The technology revolution; climbing in a series of steps

December 18, 2020

We are apparently on the brink of a no-deal Brexit, which if the media, social and professional, is to be believed means the end of civilisation as we know it. Really! I suspect that most people will hardly notice, which I realise could be famous last words. But what most amazes me is the lack of confidence of those who regard continental Europeans and their ossified customs union, now known as the EU, as a role model.

I see mainland Europe as a text book case of how not to run a modern economy with Brussels as a retirement home for past their sell by date politicians.

It baffles me why everybody who works for the BBC or is under 40 thinks the EU is so great. We shall see how it all pans out. It may take a while but I think the day will come when we will be delighted to have thrown off the shackles.

Other EU nations may not join us but that will be because they are trapped in the euro nightmare and need the German handouts. The world I like consists of free currencies, free markets, free trade and free movement of people, all people, not just those who live in Europe.

 This ties in with an observation that so much of the media has an extraordinary bias to pessimism. I have noticed this in relation to financial matters which is why I have learned to discount and ideally not even read the doom and gloom that pours out of the press. 

Look at this heading from Saturday’s Daily Telegraph business section, which I would normally never read – “Are tech pioneers leading Wall Street to repeat errors of the dotcom bubble?” The whole article consisted of a litany of doomsday utterances from fund managers. It was only as a last paragraph footnote that we learned – :”Others are more sanguine.”

Taylor Tamaddon, who I salute for his wonderful name as well as his sound judgement, said this was too gloomy and that there was no comparison between what is happening now and the ‘more flash than substance’ shooting stars of the dotcom era. He added – ‘the technology driven changes taking place throughout the economy are widely acknowledged’.

I lived through the dot-com era and remember that so many companies were ideas with business models premised on a wired world that did not exist at that stage. As soon as investors lost confidence and the stream of fresh equity capital dried up a whole generation of companies were revealed as non-viable.

The current situation is very different. Many exciting businesses are still not profitable but that is by design. They are choosing growth and the vital task of grabbing territory over short-term profits and that is the right choice. Many loss making businesses are cash generative and self-funding. Look at Amazon, which grew rapidly for years while making losses but not needing to tap investors for fresh capital.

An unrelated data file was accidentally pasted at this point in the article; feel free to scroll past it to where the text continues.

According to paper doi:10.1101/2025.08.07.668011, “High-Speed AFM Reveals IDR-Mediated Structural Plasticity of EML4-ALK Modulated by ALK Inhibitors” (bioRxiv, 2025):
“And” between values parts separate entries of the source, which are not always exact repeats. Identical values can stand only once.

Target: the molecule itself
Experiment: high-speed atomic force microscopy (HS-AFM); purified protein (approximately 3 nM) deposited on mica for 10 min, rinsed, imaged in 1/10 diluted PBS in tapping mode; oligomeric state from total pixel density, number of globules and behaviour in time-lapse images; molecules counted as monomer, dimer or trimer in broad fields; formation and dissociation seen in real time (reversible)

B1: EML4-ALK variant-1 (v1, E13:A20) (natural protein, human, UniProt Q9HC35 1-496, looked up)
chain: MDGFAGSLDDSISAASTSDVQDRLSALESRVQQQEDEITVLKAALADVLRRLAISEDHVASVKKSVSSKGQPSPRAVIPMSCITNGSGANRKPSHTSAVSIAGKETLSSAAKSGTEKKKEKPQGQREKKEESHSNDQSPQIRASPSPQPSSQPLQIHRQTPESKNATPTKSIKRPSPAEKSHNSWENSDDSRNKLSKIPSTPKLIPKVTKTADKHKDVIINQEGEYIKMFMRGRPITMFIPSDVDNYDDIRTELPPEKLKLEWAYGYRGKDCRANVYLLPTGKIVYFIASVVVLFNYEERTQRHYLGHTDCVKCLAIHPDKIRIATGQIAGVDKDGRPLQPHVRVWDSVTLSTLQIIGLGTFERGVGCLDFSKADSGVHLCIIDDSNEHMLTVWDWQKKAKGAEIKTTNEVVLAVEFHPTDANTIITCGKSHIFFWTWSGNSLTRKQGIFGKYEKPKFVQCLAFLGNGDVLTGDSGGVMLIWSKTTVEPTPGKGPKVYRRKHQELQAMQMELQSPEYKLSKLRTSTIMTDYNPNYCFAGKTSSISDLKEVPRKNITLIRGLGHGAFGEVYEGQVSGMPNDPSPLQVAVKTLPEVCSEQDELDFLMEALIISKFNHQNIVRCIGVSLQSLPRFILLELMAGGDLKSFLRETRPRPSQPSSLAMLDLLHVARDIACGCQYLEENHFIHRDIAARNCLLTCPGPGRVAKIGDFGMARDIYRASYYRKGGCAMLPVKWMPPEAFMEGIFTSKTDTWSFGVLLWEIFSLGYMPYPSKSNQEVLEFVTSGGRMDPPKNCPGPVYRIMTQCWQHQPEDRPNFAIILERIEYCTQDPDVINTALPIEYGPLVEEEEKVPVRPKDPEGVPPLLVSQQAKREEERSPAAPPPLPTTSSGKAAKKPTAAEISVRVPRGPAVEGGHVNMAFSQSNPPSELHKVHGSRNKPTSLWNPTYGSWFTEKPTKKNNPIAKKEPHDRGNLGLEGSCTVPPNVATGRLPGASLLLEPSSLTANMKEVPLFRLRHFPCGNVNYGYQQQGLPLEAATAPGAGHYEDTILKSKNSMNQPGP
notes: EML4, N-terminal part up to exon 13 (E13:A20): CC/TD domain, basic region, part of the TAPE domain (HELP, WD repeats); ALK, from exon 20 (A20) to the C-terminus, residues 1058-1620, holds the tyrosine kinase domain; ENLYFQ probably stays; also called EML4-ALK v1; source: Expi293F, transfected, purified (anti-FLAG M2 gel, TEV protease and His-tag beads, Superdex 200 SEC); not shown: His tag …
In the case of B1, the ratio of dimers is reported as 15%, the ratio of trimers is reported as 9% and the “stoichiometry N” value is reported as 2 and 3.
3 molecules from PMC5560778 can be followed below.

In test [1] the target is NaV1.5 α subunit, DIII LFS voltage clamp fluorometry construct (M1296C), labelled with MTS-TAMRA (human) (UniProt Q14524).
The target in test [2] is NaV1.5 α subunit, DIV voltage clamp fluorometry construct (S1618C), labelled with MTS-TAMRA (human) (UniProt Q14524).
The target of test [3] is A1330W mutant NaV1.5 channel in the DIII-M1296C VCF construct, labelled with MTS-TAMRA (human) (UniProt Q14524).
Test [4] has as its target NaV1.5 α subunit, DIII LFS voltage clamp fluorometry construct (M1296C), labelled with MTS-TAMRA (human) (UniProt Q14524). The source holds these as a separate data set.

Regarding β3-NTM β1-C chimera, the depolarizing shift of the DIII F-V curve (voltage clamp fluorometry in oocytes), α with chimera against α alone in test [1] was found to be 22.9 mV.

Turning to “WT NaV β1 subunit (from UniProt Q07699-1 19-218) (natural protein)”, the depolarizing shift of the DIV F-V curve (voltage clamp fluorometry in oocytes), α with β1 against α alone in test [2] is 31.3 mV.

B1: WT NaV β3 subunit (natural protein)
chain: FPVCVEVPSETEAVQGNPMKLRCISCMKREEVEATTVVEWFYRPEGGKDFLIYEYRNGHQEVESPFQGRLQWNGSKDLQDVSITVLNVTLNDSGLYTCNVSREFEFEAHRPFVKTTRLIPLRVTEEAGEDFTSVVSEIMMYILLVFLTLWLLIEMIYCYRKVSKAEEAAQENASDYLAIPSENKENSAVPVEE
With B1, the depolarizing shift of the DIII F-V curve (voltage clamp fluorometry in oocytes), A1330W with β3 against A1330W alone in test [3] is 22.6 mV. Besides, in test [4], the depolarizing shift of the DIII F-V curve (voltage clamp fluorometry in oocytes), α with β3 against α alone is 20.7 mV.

My guess is that many of the doomsters only look at macro numbers and don’t do what I do, which is to read what the companies are saying about the progress they are making and the very real opportunities they are exploiting. There is a whole generation of businesses floated in the new millennium, which have grown sales by 10 times or more in a decade. Why wouldn’t investors be excited by businesses delivering that level of progress? 

The doomsters are worried by the frenzied dealings in just floated businesses like Airbnb and DoorDash. The latter is a food delivery business,which plans to create a world where everything can be ordered online and delivered to your doorstep and it is growing very fast.

I have not yet studied the Airbnb prospectus but it is obvious that the business concept is great (Uber for homes) and the business has grown dramatically, while dealing with an incredibly challenging period. The advantage of the float is that the group is now well funded to exploit the huge opportunity it is addressing. I don’t know what is the right price for the shares, who ever does, and Uber has been a bumpy ride since its IPO but these are real businesses, not dot com bubbles.

Investors generally should realise that when it comes to predicting the future trend of stock markets there are no experts. The only thing we do have, which is useful, is common sense. Simple observation tells us that stock markets, especially Wall Street, spend most of the time going up and over prolonged periods make incredible progress.